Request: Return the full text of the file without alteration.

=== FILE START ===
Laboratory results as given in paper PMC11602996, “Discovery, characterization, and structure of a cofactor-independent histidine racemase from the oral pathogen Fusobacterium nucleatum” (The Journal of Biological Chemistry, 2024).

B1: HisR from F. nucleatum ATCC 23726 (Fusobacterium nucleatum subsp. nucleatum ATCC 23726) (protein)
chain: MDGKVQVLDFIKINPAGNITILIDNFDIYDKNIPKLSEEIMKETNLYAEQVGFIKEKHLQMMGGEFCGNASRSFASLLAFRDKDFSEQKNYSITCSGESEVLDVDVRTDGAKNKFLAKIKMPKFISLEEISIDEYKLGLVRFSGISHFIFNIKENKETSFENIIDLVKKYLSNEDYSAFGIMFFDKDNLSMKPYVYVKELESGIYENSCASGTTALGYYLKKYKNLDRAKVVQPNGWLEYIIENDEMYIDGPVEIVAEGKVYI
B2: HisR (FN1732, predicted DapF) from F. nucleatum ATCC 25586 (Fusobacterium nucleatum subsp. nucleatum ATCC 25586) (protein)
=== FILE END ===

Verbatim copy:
Laboratory results as given in paper PMC11602996, “Discovery, characterization, and structure of a cofactor-independent histidine racemase from the oral pathogen Fusobacterium nucleatum” (The Journal of Biological Chemistry, 2024).

B1: HisR from F. nucleatum ATCC 23726 (Fusobacterium nucleatum subsp. nucleatum ATCC 23726) (protein)
chain: MDGKVQVLDFIKINPAGNITILIDNFDIYDKNIPKLSEEIMKETNLYAEQVGFIKEKHLQMMGGEFCGNASRSFASLLAFRDKDFSEQKNYSITCSGESEVLDVDVRTDGAKNKFLAKIKMPKFISLEEISIDEYKLGLVRFSGISHFIFNIKENKETSFENIIDLVKKYLSNEDYSAFGIMFFDKDNLSMKPYVYVKELESGIYENSCASGTTALGYYLKKYKNLDRAKVVQPNGWLEYIIENDEMYIDGPVEIVAEGKVYI
B2: HisR (FN1732, predicted DapF) from F. nucleatum ATCC 25586 (Fusobacterium nucleatum subsp. nucleatum ATCC 25586) (protein)